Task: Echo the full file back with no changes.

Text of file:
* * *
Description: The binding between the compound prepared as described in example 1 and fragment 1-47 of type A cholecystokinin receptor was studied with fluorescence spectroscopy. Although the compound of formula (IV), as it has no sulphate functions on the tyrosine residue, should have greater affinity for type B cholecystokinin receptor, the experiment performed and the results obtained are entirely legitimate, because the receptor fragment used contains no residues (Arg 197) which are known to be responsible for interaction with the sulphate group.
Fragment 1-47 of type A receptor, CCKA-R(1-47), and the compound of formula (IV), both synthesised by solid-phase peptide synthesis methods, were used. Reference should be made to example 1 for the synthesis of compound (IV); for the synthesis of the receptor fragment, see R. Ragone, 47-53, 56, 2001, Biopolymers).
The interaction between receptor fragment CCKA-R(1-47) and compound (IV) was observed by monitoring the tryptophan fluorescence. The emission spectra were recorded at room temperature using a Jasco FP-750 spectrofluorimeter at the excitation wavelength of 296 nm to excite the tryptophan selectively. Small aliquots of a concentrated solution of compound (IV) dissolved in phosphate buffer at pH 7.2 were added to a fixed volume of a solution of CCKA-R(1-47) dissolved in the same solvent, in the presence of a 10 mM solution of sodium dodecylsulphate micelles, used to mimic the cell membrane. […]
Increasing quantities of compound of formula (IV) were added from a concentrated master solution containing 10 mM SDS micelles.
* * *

Description: The binding between the compound prepared as described in example 1 and fragment 1-47 of type A cholecystokinin receptor was studied with fluorescence spectroscopy. Although the compound of formula (IV), as it has no sulphate functions on the tyrosine residue, should have greater affinity for type B cholecystokinin receptor, the experiment performed and the results obtained are entirely legitimate, because the receptor fragment used contains no residues (Arg 197) which are known to be responsible for interaction with the sulphate group.
Fragment 1-47 of type A receptor, CCKA-R(1-47), and the compound of formula (IV), both synthesised by solid-phase peptide synthesis methods, were used. Reference should be made to example 1 for the synthesis of compound (IV); for the synthesis of the receptor fragment, see R. Ragone, 47-53, 56, 2001, Biopolymers).
The interaction between receptor fragment CCKA-R(1-47) and compound (IV) was observed by monitoring the tryptophan fluorescence. The emission spectra were recorded at room temperature using a Jasco FP-750 spectrofluorimeter at the excitation wavelength of 296 nm to excite the tryptophan selectively. Small aliquots of a concentrated solution of compound (IV) dissolved in phosphate buffer at pH 7.2 were added to a fixed volume of a solution of CCKA-R(1-47) dissolved in the same solvent, in the presence of a 10 mM solution of sodium dodecylsulphate micelles, used to mimic the cell membrane. […]
Increasing quantities of compound of formula (IV) were added from a concentrated master solution containing 10 mM SDS micelles.